Appealing both to the eye and the heart, and even though children are unlikely to catch the literary references, their...

FRANK 'N' STAN

A heartwarming tale of a boy and his robot.

Young Franklin P. Shelley often asks his mother for a younger sibling; her response is always, "We'll see" (his father’s eyes pop in alarm behind his newspaper). Industrious Frank decides to take matters into his own hands and sets out to build one. Frank works hard at his drafting table on the plans, scours Byron's Scrap Metal for parts, and slowly but surely ("nut by bolt, sprocket by socket") puts Stan together. Frank charges up the battery, and the light in Stan's chest begins to glow: "Stan was ALIVE!" Mum and Dad find Stan a bit...different, but his household industry wins them over. One day, Mum surprises Frank with a cute baby girl, and the boy begins to spend more time with his sister, Mary, and less with Stan. One snowy evening, Stan leaves. It doesn't take long for him to freeze or for the family to miss him. A big hug convinces the big mechanical lug to return, which seems to please Mary most of all. The realism in Robertson's pen-and-watercolor illustrations highlights the mechanical paraphernalia even as it wordlessly tracks Mum’s expanding belly, adding a sci-fi dimension to this warm tale of family and friendship.

Appealing both to the eye and the heart, and even though children are unlikely to catch the literary references, their parents will chuckle over them. (Picture book. 5-8)

Pub Date: Nov. 1, 2012

ISBN: 978-1-84780-130-2

Page Count: 32

Publisher: Frances Lincoln

Review Posted Online: Sept. 26, 2012

Kirkus Reviews Issue: Oct. 15, 2012

Did you like this book?

No Comments Yet

A nicely inventive little morality “tail” for newly independent readers.

THE INFAMOUS RATSOS

From the Infamous Ratsos series , Vol. 1

Two little rats decide to show the world how tough they are, with unpredictable results.

Louie and Ralphie Ratso want to be just like their single dad, Big Lou: tough! They know that “tough” means doing mean things to other animals, like stealing Chad Badgerton’s hat. Chad Badgerton is a big badger, so taking that hat from him proves that Louie and Ralphie are just as tough as they want to be. However, it turns out that Louie and Ralphie have just done a good deed instead of a bad one: Chad Badgerton had taken that hat from little Tiny Crawley, a mouse, so when Tiny reclaims it, they are celebrated for goodness rather than toughness. Sadly, every attempt Louie and Ralphie make at doing mean things somehow turns nice. What’s a little boy rat supposed to do to be tough? Plus, they worry about what their dad will say when he finds out how good they’ve been. But wait! Maybe their dad has some other ideas? LaReau keeps the action high and completely appropriate for readers embarking on chapter books. Each of the first six chapters features a new, failed attempt by Louie and Ralphie to be mean, and the final, seventh chapter resolves everything nicely. The humor springs from their foiled efforts and their reactions to their failures. Myers’ sprightly grayscale drawings capture action and characters and add humorous details, such as the Ratsos’ “unwelcome” mat.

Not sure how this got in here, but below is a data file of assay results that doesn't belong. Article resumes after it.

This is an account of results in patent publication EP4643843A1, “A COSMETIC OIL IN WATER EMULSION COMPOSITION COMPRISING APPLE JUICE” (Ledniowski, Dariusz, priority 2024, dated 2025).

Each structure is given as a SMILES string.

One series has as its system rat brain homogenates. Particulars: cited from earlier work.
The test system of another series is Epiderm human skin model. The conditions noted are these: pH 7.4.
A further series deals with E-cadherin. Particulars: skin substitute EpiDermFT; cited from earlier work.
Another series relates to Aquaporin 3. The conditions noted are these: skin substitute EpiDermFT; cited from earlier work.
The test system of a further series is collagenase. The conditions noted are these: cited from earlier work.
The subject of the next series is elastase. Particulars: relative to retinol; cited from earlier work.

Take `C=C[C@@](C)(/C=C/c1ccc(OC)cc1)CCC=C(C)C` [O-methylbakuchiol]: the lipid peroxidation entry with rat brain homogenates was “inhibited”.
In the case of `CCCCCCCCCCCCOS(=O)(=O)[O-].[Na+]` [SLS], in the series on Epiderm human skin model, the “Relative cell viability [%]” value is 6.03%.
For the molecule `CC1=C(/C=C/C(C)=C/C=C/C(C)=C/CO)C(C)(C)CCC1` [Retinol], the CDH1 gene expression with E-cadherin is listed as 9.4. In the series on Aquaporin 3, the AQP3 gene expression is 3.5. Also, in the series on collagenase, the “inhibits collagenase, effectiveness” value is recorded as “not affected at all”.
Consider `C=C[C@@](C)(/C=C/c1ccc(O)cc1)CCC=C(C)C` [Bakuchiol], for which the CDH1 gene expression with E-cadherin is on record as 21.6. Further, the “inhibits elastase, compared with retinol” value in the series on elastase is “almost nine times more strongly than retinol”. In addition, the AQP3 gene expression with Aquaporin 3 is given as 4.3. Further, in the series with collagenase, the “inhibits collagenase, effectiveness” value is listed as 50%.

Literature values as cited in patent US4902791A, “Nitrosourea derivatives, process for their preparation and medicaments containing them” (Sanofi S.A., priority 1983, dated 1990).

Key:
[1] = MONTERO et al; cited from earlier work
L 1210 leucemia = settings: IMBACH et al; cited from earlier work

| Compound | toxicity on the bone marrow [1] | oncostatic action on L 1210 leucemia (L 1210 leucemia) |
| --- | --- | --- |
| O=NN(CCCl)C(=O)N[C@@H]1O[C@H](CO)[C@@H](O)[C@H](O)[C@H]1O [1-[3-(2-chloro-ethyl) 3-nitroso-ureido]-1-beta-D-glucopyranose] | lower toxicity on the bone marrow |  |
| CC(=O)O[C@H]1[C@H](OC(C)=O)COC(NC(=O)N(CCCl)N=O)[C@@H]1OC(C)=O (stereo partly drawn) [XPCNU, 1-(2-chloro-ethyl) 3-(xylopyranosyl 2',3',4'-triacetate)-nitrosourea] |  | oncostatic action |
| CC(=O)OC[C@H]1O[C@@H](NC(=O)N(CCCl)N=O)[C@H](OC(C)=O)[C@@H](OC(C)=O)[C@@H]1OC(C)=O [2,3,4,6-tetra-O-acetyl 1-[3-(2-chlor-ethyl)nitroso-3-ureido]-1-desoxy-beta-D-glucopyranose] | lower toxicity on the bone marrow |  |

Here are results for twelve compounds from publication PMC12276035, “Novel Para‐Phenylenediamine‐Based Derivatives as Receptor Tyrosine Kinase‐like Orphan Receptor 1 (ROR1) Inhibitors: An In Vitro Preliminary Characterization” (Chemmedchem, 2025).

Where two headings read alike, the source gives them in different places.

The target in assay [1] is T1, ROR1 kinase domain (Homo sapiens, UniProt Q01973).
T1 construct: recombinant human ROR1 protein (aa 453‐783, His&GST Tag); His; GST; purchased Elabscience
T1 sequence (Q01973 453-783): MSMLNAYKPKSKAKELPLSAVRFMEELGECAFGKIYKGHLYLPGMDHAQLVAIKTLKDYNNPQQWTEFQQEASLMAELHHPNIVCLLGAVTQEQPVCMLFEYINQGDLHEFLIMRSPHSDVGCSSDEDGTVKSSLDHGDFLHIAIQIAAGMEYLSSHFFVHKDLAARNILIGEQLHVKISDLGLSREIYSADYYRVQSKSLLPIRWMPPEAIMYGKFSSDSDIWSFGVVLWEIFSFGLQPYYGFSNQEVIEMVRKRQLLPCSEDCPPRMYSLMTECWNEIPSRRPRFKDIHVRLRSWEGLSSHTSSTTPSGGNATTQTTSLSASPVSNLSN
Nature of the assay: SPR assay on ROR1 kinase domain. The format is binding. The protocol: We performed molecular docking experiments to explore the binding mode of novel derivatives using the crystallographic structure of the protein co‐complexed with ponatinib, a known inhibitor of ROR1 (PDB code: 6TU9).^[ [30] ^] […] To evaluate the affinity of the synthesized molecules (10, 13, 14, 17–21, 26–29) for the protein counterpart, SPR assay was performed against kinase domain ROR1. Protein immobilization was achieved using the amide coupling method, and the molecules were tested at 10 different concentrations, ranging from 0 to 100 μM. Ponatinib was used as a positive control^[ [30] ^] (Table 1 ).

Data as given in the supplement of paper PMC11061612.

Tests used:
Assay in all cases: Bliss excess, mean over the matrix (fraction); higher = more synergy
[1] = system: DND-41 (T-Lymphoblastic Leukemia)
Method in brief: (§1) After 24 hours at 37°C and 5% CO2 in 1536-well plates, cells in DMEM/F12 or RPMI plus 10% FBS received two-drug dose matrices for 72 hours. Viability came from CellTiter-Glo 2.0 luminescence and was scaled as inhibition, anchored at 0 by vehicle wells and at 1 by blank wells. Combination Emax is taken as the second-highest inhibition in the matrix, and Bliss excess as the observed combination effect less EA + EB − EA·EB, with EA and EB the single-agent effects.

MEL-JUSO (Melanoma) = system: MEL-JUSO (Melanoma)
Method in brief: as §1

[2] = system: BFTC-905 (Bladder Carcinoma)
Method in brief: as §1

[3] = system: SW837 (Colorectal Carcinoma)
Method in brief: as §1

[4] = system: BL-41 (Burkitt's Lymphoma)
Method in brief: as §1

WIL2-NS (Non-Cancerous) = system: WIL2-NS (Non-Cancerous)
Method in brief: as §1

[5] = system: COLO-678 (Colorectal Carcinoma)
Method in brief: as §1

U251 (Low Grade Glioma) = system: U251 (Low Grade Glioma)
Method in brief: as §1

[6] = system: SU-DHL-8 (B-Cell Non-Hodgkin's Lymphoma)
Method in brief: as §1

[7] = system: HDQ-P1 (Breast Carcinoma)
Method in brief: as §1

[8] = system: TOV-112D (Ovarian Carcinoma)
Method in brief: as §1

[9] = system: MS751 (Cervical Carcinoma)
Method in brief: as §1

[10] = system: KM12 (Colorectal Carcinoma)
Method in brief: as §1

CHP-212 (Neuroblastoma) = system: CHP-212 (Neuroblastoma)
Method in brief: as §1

A nicely inventive little morality “tail” for newly independent readers. (Fiction. 5-8)

Pub Date: Aug. 2, 2016

ISBN: 978-0-7636-7636-0

Page Count: 64

Publisher: Candlewick

Review Posted Online: May 4, 2016

Kirkus Reviews Issue: May 15, 2016

Did you like this book?

No Comments Yet

A celebration of letters that gently gives young readers the knowledge and tools to share the love.

HOW TO SEND A HUG

Hugs are for everyone anytime they need a little extra love, but how can you hug a person who lives far away?

Talking on the phone or via computer isn’t enough, but luckily Artie shares a way to send a hug—by writing a letter. Infused with the love a hug carries, these step-by-step instructions begin with finding the right writing implement and paper and taking plenty of time for this important task. The story then follows the letter’s journey from the mail drop through a variety of possible transports (“by two legs and four legs, by four wheels and two wheels”) to the magic of delivery and the even greater joy of getting a reply. Readers as lucky as Artie will receive a return letter that carries the scent of its writer, like Grandma Gertie’s missive, filled with rose petals. Fun wording, like putting the letter in a “special jacket to keep it safe and warm” (an envelope), sticking “a ticket” on the envelope “in just the right spot” (a stamp), and the letter being picked up by a “Hug Delivery Specialist” (postal worker), adds humor, as does Artie’s ever present pet duck. Artie and Grandma Gertie present White; the postal workers and the other people depicted receiving letters throughout are racially and geographically diverse. The realistic illustrations in pencil, watercolor, and digital color expand the story and add a layer of love and humor. (This book was reviewed digitally.)

A celebration of letters that gently gives young readers the knowledge and tools to share the love. (author’s note) (Picture book. 5-8)

Pub Date: Nov. 15, 2022

ISBN: 978-0-316-30692-8

Page Count: 32

Publisher: Little, Brown

Review Posted Online: Sept. 14, 2022

Kirkus Reviews Issue: Oct. 1, 2022

Did you like this book?

No Comments Yet
more